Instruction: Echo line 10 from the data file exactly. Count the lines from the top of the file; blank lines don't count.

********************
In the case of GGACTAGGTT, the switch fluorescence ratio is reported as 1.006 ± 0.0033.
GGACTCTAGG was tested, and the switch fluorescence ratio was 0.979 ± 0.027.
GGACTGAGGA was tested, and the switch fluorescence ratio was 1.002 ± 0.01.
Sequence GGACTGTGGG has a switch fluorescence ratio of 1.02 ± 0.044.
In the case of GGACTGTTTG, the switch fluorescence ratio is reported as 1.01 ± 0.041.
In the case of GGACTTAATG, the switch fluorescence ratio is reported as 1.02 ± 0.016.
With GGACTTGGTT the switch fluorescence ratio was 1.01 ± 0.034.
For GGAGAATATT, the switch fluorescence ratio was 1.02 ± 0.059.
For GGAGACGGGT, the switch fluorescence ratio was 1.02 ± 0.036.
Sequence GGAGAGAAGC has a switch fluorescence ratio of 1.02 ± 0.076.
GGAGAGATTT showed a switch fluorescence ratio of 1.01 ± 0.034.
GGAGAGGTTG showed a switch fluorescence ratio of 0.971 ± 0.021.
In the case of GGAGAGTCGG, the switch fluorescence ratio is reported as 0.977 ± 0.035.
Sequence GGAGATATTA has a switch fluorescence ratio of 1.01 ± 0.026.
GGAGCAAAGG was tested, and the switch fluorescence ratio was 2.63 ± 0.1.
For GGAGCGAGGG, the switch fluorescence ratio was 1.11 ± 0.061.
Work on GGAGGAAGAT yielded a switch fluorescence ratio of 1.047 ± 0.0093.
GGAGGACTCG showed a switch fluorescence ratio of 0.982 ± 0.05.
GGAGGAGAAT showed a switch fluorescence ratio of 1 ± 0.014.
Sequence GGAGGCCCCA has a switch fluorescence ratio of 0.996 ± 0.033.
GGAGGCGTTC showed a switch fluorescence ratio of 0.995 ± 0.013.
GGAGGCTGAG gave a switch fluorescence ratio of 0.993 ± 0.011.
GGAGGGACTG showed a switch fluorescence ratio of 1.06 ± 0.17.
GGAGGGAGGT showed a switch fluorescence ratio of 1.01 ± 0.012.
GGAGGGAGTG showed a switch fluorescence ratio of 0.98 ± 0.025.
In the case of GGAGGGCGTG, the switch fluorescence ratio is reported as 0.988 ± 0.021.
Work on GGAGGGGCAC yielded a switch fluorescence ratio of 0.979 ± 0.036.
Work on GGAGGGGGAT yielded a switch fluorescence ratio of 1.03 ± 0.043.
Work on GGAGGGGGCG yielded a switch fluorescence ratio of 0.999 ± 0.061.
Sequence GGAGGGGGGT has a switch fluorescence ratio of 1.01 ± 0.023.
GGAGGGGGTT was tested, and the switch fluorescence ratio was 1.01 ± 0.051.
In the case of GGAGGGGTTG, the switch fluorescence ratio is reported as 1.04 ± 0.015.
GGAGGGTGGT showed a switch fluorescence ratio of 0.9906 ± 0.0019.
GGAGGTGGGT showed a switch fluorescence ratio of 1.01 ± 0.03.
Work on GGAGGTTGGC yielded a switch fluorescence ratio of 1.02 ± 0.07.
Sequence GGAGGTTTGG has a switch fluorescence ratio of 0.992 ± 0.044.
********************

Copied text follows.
Sequence GGAGAGAAGC has a switch fluorescence ratio of 1.02 ± 0.076.